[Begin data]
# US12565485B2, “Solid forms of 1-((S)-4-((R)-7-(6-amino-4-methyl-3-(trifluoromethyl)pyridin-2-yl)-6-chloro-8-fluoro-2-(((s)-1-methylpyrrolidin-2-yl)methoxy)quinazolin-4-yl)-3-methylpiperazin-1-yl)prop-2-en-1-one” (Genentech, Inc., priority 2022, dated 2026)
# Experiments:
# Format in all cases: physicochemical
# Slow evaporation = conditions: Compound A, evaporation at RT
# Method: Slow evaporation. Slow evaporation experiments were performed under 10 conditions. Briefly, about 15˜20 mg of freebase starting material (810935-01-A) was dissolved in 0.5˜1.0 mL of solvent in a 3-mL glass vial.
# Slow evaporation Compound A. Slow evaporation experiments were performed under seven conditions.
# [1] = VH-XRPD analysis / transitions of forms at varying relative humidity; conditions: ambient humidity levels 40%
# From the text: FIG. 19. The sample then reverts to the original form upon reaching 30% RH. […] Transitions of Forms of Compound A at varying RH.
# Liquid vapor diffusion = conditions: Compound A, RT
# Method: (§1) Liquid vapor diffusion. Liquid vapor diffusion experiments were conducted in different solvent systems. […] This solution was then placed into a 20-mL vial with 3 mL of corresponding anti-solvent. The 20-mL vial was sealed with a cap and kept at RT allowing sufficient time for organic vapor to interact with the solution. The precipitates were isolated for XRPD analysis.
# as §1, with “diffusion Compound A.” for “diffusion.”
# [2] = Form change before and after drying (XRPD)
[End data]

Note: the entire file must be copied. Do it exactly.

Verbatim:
# US12565485B2, “Solid forms of 1-((S)-4-((R)-7-(6-amino-4-methyl-3-(trifluoromethyl)pyridin-2-yl)-6-chloro-8-fluoro-2-(((s)-1-methylpyrrolidin-2-yl)methoxy)quinazolin-4-yl)-3-methylpiperazin-1-yl)prop-2-en-1-one” (Genentech, Inc., priority 2022, dated 2026)
# Experiments:
# Format in all cases: physicochemical
# Slow evaporation = conditions: Compound A, evaporation at RT
# Method: Slow evaporation. Slow evaporation experiments were performed under 10 conditions. Briefly, about 15˜20 mg of freebase starting material (810935-01-A) was dissolved in 0.5˜1.0 mL of solvent in a 3-mL glass vial.
# Slow evaporation Compound A. Slow evaporation experiments were performed under seven conditions.
# [1] = VH-XRPD analysis / transitions of forms at varying relative humidity; conditions: ambient humidity levels 40%
# From the text: FIG. 19. The sample then reverts to the original form upon reaching 30% RH. […] Transitions of Forms of Compound A at varying RH.
# Liquid vapor diffusion = conditions: Compound A, RT
# Method: (§1) Liquid vapor diffusion. Liquid vapor diffusion experiments were conducted in different solvent systems. […] This solution was then placed into a 20-mL vial with 3 mL of corresponding anti-solvent. The 20-mL vial was sealed with a cap and kept at RT allowing sufficient time for organic vapor to interact with the solution. The precipitates were isolated for XRPD analysis.
# as §1, with “diffusion Compound A.” for “diffusion.”
# [2] = Form change before and after drying (XRPD)